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One of the ways that folks become embroiled in abusive or exploitive relationships is by falling prey to concerns about the way their character-disordered partner is feeling. For example, they might focus all too much on why their partner seems angry all the time, wondering what they might have done to engender such ire. They almost never consider that the brandishing of anger is sometimes a tactic that character-disturbed individuals use to manipulate and control others, as opposed to a genuine feeling. What’s more, they don’t consider that it’s their abuser’s attitudes toward them, value system, and distorted manner of thinking about things that is the problem. If they manage to lure their partner into counseling, and the counselor is of the traditional mindset and primarily focuses on “feelings,” things are likely to get no better, and may possibly get worse as the non-character-disordered party bares his or her soul in the counseling process and exposes even more of his or her vulnerability to the abusive party.

When I first began using more appropriate methods to counsel character-disordered persons, a frequent comment I heard from clients was “I don’t think you really care.” This kind of comment really put me on the defensive initially. After all, I was a therapist and I was supposed to be a warm, empathic person dedicated to helping alleviate human misery. It took me awhile to realize that a comment like that was really a counter-therapeutic and manipulative tactic on their part. They wanted me to see their point of view on things, to justify their conduct, and most especially to see if they could convince me that they deserved just as much sympathy as those whose lives they had wreaked havoc upon. Of course I cared. But I also came to know that if I were to care properly and therapeutically for the disordered characters I was working with, I would have to confront the real impediments to their inner psychological health and healthy interpersonal functioning. That meant calling them on their tactics and letting them know that my “caring” would be revealed in time by my unwavering dedication to challenging and helping them correct the distorted thinking patterns that had made a mess of their lives and the lives of others for too many years. The door was always open to more traditional feelings-based counseling after character issues were resolved, and many did indeed walk through that door when the time came. That made me a believer in the notion that when it comes to dealing with significant disturbances of character, focusing on feelings is not “caring” but rather enabling.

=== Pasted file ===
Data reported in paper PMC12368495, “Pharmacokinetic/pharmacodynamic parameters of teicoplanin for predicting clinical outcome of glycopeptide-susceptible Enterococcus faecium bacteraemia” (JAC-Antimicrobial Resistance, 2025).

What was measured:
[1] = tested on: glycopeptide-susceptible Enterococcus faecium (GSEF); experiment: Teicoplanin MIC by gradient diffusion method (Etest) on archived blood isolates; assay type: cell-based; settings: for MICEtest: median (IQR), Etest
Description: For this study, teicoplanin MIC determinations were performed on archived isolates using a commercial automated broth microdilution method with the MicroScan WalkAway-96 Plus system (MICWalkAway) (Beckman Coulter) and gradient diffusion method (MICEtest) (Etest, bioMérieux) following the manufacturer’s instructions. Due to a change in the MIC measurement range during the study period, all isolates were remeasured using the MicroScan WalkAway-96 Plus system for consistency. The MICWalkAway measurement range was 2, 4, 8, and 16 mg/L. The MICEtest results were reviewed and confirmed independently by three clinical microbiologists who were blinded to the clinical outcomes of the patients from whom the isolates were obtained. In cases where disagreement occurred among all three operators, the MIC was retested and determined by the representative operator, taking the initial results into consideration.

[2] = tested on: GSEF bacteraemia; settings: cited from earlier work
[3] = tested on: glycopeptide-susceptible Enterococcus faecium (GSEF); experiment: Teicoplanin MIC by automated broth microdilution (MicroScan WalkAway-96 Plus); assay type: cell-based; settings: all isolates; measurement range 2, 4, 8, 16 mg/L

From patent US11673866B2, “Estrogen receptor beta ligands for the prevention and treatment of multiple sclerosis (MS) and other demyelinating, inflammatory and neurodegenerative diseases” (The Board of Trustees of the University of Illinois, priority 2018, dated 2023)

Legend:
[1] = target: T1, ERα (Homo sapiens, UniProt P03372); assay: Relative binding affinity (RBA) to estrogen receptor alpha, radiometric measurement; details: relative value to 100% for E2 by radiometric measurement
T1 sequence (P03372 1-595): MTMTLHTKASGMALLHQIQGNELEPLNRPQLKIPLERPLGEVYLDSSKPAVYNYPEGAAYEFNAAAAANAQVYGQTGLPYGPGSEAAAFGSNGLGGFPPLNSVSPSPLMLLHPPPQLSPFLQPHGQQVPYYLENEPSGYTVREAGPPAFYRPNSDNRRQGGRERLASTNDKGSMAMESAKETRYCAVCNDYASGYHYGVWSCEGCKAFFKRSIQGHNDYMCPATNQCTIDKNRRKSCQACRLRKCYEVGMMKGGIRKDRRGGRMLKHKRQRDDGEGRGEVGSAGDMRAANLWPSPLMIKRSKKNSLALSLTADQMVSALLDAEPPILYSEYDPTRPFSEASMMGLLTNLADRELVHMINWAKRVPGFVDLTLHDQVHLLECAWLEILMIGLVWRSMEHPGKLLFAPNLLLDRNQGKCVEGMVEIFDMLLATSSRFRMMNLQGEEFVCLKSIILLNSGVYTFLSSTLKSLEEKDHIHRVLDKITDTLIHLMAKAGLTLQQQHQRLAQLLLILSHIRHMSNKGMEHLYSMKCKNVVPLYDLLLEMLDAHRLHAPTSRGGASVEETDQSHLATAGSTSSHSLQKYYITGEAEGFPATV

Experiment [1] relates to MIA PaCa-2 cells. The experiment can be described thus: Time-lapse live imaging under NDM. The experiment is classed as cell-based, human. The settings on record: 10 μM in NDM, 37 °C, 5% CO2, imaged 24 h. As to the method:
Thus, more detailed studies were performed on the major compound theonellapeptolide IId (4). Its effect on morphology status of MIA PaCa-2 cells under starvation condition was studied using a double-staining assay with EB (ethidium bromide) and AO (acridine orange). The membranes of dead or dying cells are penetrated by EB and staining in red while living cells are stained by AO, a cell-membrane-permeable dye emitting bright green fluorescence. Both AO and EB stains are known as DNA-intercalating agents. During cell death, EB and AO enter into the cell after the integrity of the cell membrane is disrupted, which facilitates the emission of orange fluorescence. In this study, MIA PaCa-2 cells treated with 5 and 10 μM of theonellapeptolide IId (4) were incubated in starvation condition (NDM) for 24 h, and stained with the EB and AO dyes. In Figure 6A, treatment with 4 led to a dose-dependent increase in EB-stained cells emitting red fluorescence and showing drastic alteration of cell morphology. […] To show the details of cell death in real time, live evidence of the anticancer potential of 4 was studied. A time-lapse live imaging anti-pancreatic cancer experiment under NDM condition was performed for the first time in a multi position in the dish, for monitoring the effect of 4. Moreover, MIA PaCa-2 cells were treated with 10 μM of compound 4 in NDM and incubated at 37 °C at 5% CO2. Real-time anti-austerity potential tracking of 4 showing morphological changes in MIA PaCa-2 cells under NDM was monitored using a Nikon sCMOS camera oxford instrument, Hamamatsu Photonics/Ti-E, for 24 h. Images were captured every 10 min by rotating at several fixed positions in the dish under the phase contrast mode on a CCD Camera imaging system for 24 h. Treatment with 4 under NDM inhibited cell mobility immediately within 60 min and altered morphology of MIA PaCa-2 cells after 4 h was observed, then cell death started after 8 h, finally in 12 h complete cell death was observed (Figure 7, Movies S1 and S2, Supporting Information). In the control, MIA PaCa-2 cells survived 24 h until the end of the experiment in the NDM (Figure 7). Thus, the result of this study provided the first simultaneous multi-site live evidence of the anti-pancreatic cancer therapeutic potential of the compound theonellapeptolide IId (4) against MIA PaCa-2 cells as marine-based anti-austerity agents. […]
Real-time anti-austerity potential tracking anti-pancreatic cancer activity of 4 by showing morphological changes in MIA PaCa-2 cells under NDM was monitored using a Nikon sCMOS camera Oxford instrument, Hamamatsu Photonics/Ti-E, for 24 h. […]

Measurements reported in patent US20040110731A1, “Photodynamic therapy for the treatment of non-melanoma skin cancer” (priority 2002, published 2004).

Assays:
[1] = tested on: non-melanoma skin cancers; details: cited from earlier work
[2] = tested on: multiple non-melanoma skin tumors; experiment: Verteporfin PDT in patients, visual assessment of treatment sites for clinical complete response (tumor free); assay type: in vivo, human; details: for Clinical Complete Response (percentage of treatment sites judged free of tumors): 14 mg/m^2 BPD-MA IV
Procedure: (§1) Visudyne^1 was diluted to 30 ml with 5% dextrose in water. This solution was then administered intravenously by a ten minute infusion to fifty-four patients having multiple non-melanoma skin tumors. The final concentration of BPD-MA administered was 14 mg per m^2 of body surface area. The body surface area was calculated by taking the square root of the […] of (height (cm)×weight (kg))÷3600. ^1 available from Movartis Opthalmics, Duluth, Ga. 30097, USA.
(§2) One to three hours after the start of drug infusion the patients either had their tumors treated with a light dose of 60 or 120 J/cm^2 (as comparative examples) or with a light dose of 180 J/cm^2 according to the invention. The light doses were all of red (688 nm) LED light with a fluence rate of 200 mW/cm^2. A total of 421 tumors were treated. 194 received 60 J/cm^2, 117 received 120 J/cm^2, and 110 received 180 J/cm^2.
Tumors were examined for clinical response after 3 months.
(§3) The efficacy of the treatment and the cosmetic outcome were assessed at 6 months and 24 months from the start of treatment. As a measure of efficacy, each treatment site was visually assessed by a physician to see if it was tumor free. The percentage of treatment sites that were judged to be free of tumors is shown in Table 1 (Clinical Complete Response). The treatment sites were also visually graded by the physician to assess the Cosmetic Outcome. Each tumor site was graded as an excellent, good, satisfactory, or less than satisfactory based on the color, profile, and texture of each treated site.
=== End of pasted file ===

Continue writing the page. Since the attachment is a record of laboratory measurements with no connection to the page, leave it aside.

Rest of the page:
All clinical material on this site is peer reviewed by one or more clinical psychologists or other qualified mental health professionals. This specific article was originally published by on and was last reviewed or updated by Dr Greg Mulhauser, Managing Editor on .